Reviews for Rescuing Rover : Saving America's Dogs
Booklist Reviews 2011 June #1
This accessible, amply illustrated title offers an informative introduction to canine-rescue endeavors. After recounting his own moving story of adopting a rescue dog, Bial provides a history of human-dog relationships, from game hunters to pet companions to service animals. Bial also explores rescue organizations, such as the ASPCA, addressing who staffs and supports them and the challenges they face. The material is quite sobering. Bial frankly discusses the abuse many dogs experience--including puppy mills, dogfighting, neglect, or abandonment--as well as euthanasia. However, Bial's unabashed advocacy for all animals shines throughout, and he intersperses the more troubling passages with examples of inspiring dog rescues, shelters, and workers and offers practical suggestions to help end animal cruelty. Sections about evaluating websites and what to expect during the shelter-adoption process will further raise awareness and assist youth in better understanding the importance of humane treatment and responsible pet ownership. Historical and contemporary photos; extensive book lists (one for children, another for older readers); websites; and a detailed index complete this well-presented resource on a high-interest topic. Copyright 2011 Booklist Reviews.
Horn Book Guide Reviews 2011 Fall
Without sugarcoating the subjects, Bial tackles big topics of animal abuse and overpopulation, the creation of animal welfare organizations, and a typical day in the life of an animal shelter operation and the people who work there. The true-life stories and photographs are, by turns, inspiring and heartbreaking for dog lovers. Reading list, websites. Ind. Copyright 2011 Horn Book Guide Reviews.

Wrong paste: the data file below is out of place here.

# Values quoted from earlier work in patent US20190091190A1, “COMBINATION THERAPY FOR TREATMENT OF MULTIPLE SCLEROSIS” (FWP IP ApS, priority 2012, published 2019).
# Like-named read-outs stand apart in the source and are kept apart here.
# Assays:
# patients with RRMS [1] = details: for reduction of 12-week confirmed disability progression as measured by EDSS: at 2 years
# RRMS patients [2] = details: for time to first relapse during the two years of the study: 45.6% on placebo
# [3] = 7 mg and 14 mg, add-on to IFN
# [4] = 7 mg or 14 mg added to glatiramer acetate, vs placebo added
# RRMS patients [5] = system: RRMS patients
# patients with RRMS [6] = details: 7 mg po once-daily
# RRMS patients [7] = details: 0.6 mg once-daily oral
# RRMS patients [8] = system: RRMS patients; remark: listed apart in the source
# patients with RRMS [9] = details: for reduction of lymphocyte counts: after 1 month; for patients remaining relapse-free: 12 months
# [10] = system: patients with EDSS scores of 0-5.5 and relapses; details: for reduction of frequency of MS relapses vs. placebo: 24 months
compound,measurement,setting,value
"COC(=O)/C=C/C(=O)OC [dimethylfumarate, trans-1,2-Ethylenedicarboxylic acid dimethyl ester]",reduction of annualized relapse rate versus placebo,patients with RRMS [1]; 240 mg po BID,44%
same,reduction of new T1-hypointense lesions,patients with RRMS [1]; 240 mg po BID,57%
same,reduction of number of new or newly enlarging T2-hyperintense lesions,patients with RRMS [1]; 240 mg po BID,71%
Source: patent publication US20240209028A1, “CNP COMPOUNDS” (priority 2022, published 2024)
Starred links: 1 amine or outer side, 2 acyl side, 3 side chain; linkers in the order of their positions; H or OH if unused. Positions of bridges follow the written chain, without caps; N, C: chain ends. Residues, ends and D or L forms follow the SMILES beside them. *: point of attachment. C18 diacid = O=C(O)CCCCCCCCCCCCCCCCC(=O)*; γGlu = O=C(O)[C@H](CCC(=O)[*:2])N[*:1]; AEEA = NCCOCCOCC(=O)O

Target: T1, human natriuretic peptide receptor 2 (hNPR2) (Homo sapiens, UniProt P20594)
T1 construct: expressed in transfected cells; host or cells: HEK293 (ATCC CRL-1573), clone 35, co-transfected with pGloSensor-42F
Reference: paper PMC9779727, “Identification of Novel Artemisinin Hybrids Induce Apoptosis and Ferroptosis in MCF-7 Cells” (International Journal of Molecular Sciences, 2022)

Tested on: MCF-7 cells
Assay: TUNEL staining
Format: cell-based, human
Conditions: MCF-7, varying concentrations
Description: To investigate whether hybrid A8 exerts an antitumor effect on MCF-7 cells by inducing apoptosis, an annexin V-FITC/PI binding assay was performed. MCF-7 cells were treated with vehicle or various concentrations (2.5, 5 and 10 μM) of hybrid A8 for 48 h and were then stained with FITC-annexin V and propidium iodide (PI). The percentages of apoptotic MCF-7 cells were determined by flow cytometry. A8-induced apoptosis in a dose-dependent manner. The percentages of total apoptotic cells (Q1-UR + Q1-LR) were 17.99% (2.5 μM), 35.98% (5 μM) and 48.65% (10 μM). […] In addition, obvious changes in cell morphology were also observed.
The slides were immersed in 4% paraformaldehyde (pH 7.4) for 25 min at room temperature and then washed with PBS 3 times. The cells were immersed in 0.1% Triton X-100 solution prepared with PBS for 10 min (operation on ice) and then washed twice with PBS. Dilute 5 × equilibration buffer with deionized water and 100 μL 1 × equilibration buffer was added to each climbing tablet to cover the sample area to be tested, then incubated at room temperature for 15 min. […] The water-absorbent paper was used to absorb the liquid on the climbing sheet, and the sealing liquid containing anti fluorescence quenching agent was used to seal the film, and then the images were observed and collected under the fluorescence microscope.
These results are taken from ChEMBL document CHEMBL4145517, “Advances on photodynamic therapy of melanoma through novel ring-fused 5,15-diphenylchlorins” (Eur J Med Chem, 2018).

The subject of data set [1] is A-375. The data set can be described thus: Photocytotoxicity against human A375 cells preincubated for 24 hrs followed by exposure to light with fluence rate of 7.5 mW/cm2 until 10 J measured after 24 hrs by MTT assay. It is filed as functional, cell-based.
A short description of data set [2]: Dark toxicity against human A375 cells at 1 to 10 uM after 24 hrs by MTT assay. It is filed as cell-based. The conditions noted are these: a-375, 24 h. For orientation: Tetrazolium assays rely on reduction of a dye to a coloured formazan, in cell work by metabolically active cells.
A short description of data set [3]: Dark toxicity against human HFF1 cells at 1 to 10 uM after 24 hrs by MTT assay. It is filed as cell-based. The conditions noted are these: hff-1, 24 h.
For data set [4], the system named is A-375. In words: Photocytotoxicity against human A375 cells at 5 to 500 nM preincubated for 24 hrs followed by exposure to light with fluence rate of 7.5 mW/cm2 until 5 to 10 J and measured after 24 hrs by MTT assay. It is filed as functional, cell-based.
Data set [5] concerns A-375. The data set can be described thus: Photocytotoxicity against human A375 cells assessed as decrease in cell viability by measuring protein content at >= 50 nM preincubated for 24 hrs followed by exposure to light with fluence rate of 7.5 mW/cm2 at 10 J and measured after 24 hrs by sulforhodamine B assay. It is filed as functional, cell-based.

Library Media Connection Reviews 2012 January/February
Bial's clearly written and effectively illustrated book provides a timely portrayal of animal rescue groups in the United States. The book also addresses the tragedy of puppy mills and backyard breeders. Beginning with an account of his own animal rescue endeavors, Bial discusses the historical relationship between man and canines, the ASPCA and The Humane Society of the United States, and other animal shelters. Although dogs are the primary focus of the book, Bial also addresses rescue organizations that specialize in other animals. The abundant illustrations, primarily color photographs, accurately, and sometimes bluntly, depict not only the successes of animal rescue organizations, but also the deplorable conditions inside puppy mills. Also included are suggestions for further reading and Internet resources for both children and older readers. Index. Gregory A. Martin, Curriculum Materials Center Librarian, Assistant Professor of Library Science, Cedarville (Ohio) University. RECO MENDED Hutchinson, Mark. Reptiles. 2011. 64pp. $16.99 hc. Simon and Schuster. 978-1-4424-3276-5 Grades 1-5 ¬ 2011 Linworth Publishing, Inc.
School Library Journal Reviews 2011 July
Gr 4-6--Bial introduces man's best friend and informs readers about the poor treatment that many of them receive from puppy mills, backyard breeders, pet stores, and some owners. He tells of his own experiences adopting pets and shares heartrending and touching stories. Full-color photos appear on every page; many scream to readers to avoid places that hurt animals and go straight to animal shelters instead. Looking at the Champaign County Humane Society in Illinois, the author shows what those veterinarians, technicians, and volunteers do to prepare a dog for a happy life in the home of a caring owner. Packed with information about the history of dogs and animal-welfare organizations, the book also introduces some individuals who do foster care and work for the ASPCA. Bial suggests a seven-step process on how to adopt. The suggestions for further reading are divided among younger readers, older readers, and adults.--Nancy Call, Santa Cruz Public Libraries, Aptos, CA [Page 111]. (c) Copyright 2010. Library Journals LLC, a wholly owned subsidiary of Media Source, Inc. No redistribution permitted.